Welcome emails are usually sent automatically to new subscribers when they sign up, purchase a product, or make an account.

When creating a welcome series, you need to consider where the customer is in their journey with a brand. So, it’s beneficial to space the emails out over a set period of time and create each one with a specific intention.

A welcome series is a great way to keep potential customers engaged after they sign up. Especially since they receive emails from companies almost daily.

Some examples include: “Welcome! We hope you like our product” or “Your account has been activated.”

You can also send welcome emails to existing customers who haven’t logged in for a while.

For example, if someone signs up and doesn’t use the service for three months, you could send an email saying, “Hey, we noticed that you signed up recently. Would you be interested in using our service?”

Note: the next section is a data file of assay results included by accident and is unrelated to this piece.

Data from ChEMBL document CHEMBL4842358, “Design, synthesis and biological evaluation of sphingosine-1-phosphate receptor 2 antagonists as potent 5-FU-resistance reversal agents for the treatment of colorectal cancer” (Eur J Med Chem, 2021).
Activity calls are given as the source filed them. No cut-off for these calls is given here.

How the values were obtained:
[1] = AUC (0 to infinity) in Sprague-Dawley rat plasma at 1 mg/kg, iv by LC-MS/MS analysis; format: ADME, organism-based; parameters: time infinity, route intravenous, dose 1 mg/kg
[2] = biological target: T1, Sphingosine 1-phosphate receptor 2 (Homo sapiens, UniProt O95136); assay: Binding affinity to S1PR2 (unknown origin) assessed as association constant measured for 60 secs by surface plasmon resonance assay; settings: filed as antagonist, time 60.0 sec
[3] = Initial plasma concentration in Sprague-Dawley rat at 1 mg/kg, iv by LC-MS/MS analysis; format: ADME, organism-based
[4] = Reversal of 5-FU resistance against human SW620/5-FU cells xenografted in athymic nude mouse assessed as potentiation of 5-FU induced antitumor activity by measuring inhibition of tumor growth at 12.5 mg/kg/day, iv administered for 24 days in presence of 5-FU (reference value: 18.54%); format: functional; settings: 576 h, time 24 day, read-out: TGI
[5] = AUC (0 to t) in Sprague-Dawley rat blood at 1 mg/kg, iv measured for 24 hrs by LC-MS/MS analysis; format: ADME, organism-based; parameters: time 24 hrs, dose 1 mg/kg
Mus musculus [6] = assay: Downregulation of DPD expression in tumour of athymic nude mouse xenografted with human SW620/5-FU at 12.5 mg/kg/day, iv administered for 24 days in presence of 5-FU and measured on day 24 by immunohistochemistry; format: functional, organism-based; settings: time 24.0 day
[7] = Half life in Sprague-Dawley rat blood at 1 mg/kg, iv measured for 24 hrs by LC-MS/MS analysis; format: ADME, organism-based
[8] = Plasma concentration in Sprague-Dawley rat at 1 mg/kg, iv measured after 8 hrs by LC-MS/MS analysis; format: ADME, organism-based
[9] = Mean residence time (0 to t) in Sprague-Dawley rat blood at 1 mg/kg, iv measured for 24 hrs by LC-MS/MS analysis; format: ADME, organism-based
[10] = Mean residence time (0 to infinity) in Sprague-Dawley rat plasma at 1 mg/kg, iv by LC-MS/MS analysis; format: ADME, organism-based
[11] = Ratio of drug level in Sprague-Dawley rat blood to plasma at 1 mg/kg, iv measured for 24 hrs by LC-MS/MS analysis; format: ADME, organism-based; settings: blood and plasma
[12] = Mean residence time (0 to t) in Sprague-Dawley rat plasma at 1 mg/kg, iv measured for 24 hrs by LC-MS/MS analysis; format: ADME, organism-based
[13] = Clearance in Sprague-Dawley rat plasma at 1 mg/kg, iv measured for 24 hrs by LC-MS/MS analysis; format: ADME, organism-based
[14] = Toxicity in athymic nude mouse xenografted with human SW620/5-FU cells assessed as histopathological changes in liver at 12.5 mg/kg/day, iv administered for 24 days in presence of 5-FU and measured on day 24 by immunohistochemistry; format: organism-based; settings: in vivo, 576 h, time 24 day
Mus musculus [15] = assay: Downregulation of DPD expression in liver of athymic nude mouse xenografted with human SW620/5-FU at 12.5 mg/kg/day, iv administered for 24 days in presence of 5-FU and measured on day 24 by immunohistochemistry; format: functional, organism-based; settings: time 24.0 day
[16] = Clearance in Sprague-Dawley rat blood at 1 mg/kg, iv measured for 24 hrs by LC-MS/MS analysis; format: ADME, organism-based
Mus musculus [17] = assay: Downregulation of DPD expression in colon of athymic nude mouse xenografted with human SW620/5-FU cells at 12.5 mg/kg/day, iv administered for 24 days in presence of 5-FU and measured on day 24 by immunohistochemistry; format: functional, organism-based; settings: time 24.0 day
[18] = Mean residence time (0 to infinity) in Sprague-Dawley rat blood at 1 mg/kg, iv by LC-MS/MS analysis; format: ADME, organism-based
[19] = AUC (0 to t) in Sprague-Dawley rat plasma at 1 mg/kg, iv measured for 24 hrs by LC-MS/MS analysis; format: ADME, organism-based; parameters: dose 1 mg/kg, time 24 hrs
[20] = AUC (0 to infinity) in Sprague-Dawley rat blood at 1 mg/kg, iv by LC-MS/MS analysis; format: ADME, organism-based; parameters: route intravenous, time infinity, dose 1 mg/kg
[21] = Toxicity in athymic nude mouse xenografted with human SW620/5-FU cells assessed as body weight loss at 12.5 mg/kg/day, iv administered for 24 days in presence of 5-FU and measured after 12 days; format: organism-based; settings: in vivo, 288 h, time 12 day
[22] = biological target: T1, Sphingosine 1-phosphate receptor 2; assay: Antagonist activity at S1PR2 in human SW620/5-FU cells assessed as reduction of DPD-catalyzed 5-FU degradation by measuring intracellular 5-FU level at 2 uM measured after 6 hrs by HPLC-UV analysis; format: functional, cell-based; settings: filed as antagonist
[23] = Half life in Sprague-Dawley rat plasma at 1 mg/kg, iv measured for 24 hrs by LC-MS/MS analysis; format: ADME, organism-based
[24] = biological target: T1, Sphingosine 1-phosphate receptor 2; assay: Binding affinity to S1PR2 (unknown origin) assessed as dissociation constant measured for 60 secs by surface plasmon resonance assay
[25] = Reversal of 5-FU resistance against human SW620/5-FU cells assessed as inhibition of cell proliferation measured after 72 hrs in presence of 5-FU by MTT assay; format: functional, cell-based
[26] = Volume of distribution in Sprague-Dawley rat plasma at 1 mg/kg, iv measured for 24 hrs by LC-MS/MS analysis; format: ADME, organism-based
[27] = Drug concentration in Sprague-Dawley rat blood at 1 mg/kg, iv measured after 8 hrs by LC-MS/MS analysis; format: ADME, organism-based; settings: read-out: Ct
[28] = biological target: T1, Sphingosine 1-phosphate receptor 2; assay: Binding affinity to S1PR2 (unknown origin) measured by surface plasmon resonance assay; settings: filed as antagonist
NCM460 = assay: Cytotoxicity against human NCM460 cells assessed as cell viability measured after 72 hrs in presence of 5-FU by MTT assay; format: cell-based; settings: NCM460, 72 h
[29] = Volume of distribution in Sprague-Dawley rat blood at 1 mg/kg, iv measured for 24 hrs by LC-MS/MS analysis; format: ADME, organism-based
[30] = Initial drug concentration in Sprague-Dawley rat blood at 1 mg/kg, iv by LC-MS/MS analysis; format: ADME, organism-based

This type of marketing is very effective because it’s personalized and targeted. It shows that you’re not sending out mass emails but rather ones specifically tailored to specific customers.

These emails are also a great way to help build trust with your customers and get them used to receiving emails from you.

4. Implement Automation

So now, you’ve done the work to craft an email series. Next, it’s time to automate their delivery, so you don’t have to send them out each time you need to, according to your schedule.

Automation in email marketing is easy to do using tools like MailChimp, Constant Contact, Campaign Monitor, and Convertkit.

These types of programs allow you to create automated emails based on triggers, such as when someone opens your email, clicks on a link, or purchases something from you.

This way, you no longer need to manually send out those emails, which can alleviate some stress when you’re dealing with a multitude of different subscribers.

5. Design Mobile-Friendly Emails